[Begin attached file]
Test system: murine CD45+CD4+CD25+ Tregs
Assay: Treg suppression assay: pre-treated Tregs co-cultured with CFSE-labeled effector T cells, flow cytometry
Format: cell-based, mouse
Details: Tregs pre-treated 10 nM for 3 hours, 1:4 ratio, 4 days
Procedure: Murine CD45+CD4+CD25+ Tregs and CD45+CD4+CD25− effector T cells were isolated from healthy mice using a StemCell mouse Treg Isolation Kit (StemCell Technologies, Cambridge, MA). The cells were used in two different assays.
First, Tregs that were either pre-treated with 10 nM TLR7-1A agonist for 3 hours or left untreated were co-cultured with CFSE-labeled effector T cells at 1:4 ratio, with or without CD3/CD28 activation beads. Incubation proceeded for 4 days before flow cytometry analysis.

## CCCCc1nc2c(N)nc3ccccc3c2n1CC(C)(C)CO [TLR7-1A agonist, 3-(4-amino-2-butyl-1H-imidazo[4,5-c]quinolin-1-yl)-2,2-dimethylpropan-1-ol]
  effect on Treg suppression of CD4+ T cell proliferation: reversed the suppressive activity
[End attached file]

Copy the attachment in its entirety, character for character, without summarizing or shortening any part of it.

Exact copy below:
Test system: murine CD45+CD4+CD25+ Tregs
Assay: Treg suppression assay: pre-treated Tregs co-cultured with CFSE-labeled effector T cells, flow cytometry
Format: cell-based, mouse
Details: Tregs pre-treated 10 nM for 3 hours, 1:4 ratio, 4 days
Procedure: Murine CD45+CD4+CD25+ Tregs and CD45+CD4+CD25− effector T cells were isolated from healthy mice using a StemCell mouse Treg Isolation Kit (StemCell Technologies, Cambridge, MA). The cells were used in two different assays.
First, Tregs that were either pre-treated with 10 nM TLR7-1A agonist for 3 hours or left untreated were co-cultured with CFSE-labeled effector T cells at 1:4 ratio, with or without CD3/CD28 activation beads. Incubation proceeded for 4 days before flow cytometry analysis.

## CCCCc1nc2c(N)nc3ccccc3c2n1CC(C)(C)CO [TLR7-1A agonist, 3-(4-amino-2-butyl-1H-imidazo[4,5-c]quinolin-1-yl)-2,2-dimethylpropan-1-ol]
  effect on Treg suppression of CD4+ T cell proliferation: reversed the suppressive activity